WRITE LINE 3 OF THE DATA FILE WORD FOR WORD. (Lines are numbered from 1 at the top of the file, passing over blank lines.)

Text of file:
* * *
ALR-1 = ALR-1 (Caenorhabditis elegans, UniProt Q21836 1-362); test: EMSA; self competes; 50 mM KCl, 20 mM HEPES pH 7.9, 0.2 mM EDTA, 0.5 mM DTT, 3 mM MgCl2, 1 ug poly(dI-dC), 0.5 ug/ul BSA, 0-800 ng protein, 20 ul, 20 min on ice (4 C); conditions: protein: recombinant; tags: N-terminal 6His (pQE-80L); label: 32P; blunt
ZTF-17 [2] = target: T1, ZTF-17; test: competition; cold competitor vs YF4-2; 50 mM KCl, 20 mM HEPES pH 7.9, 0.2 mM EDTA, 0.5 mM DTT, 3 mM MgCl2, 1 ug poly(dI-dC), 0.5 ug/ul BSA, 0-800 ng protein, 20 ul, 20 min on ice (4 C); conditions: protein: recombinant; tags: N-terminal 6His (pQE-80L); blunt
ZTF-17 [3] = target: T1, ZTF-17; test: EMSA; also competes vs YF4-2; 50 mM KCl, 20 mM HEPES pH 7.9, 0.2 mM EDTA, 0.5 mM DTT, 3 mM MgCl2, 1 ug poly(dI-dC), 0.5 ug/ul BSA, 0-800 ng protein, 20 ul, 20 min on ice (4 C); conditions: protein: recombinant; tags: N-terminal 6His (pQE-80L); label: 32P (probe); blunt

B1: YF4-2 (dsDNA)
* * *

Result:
ZTF-17 [3] = target: T1, ZTF-17; test: EMSA; also competes vs YF4-2; 50 mM KCl, 20 mM HEPES pH 7.9, 0.2 mM EDTA, 0.5 mM DTT, 3 mM MgCl2, 1 ug poly(dI-dC), 0.5 ug/ul BSA, 0-800 ng protein, 20 ul, 20 min on ice (4 C); conditions: protein: recombinant; tags: N-terminal 6His (pQE-80L); label: 32P (probe); blunt